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Charleston Allergy and Asthma Blog

Allergy sufferers look to needle-free treatment for symptoms

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Traditionally, allergic rhinitis has been treated with incremental increased dosing of inhalant allergens to which the patient is sensitive, given subcutaneous injection (“allergy shots”). This subcutaneous (SC) immunotherapy has been used safely and successfully for over 100 years and is currently seen as the gold standard for allergy treatment.

Although SC immunotherapy is minimally painful, many patients, particularly children, would prefer an oral alternative which they might take at home instead of in the allergist office. Attempts began in Europe to formulate effective oral versions of allergy extract immunotherapy and European allergists have documented some success.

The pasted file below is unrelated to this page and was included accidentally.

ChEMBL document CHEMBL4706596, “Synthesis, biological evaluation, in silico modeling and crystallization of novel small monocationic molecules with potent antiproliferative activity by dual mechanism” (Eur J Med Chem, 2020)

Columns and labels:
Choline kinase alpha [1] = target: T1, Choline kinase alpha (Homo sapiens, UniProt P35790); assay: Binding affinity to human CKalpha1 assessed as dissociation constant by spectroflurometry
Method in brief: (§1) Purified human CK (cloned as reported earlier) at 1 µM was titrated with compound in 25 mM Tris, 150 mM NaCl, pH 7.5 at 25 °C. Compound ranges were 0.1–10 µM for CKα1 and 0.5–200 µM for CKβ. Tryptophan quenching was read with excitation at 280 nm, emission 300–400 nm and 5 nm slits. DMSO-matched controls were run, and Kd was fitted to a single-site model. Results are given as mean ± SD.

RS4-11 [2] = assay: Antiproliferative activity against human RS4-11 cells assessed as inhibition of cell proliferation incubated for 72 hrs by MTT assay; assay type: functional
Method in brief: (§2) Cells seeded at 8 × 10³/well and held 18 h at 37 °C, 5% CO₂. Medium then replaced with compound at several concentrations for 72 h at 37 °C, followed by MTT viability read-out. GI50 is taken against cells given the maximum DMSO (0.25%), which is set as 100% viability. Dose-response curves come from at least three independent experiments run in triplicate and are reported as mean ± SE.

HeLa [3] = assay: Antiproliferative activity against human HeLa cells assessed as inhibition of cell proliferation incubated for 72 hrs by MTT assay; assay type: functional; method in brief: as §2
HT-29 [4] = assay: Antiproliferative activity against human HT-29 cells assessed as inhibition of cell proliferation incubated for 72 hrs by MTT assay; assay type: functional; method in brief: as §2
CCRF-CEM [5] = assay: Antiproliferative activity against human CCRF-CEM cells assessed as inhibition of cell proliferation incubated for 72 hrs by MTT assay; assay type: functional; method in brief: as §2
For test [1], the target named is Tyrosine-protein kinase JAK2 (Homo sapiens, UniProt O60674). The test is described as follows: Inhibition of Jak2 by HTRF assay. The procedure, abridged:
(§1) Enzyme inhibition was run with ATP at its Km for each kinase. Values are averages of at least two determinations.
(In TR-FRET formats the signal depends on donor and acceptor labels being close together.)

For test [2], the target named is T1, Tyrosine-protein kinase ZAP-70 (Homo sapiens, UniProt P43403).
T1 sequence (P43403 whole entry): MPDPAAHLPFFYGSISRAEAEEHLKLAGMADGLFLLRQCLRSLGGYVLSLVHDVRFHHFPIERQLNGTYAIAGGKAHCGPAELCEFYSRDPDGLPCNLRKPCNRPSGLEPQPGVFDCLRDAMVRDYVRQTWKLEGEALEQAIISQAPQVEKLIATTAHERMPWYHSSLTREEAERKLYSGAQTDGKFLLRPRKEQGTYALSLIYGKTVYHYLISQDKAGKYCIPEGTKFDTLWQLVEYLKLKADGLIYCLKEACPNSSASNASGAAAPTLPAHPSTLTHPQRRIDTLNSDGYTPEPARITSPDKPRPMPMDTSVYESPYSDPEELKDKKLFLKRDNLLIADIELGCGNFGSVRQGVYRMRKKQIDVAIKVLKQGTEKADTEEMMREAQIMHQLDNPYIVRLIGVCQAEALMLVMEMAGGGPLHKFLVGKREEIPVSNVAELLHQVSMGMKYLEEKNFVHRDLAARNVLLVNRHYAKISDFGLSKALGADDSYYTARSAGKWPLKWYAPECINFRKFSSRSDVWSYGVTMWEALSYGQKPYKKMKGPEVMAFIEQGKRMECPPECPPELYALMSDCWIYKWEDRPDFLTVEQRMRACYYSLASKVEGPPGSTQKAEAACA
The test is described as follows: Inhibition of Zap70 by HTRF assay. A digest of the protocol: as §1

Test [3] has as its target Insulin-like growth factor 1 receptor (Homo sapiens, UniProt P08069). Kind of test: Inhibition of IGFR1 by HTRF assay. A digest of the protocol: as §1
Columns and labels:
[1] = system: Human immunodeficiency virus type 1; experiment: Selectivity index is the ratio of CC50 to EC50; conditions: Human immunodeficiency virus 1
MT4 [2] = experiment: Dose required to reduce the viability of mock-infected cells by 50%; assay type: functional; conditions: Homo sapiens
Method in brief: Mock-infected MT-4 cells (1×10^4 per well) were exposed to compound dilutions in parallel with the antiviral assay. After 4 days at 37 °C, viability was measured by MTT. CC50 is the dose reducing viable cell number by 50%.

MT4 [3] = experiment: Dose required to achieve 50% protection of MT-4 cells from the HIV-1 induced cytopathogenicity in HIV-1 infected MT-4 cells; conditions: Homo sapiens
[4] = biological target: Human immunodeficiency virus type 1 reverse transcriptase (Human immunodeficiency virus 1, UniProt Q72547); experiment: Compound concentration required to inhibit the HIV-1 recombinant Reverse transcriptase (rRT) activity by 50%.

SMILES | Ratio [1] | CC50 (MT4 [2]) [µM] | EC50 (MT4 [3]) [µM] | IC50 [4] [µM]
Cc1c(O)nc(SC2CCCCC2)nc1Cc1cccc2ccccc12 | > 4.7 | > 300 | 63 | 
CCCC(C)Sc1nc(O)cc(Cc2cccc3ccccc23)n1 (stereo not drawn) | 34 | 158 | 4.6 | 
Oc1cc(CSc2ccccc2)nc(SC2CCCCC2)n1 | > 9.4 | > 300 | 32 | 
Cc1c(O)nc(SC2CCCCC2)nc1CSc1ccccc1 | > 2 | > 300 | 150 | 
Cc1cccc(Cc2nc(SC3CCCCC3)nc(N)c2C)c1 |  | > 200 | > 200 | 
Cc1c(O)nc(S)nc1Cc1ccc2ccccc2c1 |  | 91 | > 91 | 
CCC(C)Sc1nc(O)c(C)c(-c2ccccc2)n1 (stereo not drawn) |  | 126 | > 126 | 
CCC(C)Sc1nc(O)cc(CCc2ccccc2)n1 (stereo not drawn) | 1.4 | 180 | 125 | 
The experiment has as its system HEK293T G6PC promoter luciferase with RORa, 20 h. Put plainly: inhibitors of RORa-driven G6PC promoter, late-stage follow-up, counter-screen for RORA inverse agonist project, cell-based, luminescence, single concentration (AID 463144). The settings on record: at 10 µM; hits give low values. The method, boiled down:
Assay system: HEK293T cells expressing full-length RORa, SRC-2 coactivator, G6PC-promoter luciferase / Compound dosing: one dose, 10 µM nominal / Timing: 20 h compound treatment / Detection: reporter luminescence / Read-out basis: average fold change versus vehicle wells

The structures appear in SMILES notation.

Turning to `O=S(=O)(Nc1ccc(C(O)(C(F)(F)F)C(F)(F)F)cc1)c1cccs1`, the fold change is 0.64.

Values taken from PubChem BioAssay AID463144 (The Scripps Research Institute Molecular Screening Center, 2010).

Oral Immunotherapy has quite a bit of appeal because needles are avoided and doses can be administered at home. Documentation of the effectiveness of this therapy has been ongoing in the United States and safety and efficacy has been demonstrated in several recent studies. The FDA has just approved two oral (sublingual) grass pollen products for use in the US.

These products have not been made available for prescribing at this time although we anticipate availability soon. No oral products are yet approved for trees, weeds, animal protein, dust mite, cockroach, or mold spores. As these new oral products will only be effective for individuals with isolated grass pollen allergy, individuals who are sensitized to multiple types of inhalant allergens would not benefit from this therapy.

We do anticipate the availability of additional oral allergens such as dust mite in the future. The availability to these new and future products will add to our arsenal of immunotherapy alternatives for our allergy patients.</div>

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